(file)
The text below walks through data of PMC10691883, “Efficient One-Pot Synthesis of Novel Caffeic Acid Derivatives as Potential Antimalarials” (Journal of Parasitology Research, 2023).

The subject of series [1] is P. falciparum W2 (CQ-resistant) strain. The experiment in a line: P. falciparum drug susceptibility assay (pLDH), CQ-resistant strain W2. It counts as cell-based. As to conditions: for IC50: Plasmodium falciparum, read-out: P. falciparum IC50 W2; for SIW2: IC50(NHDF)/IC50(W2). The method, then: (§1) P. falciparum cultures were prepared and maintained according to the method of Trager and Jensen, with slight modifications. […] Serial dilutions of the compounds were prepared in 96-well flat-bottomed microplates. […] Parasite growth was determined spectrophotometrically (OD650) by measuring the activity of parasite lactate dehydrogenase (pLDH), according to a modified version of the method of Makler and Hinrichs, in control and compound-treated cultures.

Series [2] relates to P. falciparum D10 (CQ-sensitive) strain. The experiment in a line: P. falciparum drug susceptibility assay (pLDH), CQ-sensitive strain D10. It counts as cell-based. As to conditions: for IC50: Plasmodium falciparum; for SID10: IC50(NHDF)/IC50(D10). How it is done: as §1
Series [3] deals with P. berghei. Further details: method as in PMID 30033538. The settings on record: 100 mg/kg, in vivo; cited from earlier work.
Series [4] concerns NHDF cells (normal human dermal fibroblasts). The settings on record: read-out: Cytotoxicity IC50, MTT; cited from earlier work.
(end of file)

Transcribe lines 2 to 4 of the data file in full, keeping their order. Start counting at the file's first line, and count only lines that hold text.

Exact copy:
The subject of series [1] is P. falciparum W2 (CQ-resistant) strain. The experiment in a line: P. falciparum drug susceptibility assay (pLDH), CQ-resistant strain W2. It counts as cell-based. As to conditions: for IC50: Plasmodium falciparum, read-out: P. falciparum IC50 W2; for SIW2: IC50(NHDF)/IC50(W2). The method, then: (§1) P. falciparum cultures were prepared and maintained according to the method of Trager and Jensen, with slight modifications. […] Serial dilutions of the compounds were prepared in 96-well flat-bottomed microplates. […] Parasite growth was determined spectrophotometrically (OD650) by measuring the activity of parasite lactate dehydrogenase (pLDH), according to a modified version of the method of Makler and Hinrichs, in control and compound-treated cultures.

Series [2] relates to P. falciparum D10 (CQ-sensitive) strain. The experiment in a line: P. falciparum drug susceptibility assay (pLDH), CQ-sensitive strain D10. It counts as cell-based. As to conditions: for IC50: Plasmodium falciparum; for SID10: IC50(NHDF)/IC50(D10). How it is done: as §1
Series [3] deals with P. berghei. Further details: method as in PMID 30033538. The settings on record: 100 mg/kg, in vivo; cited from earlier work.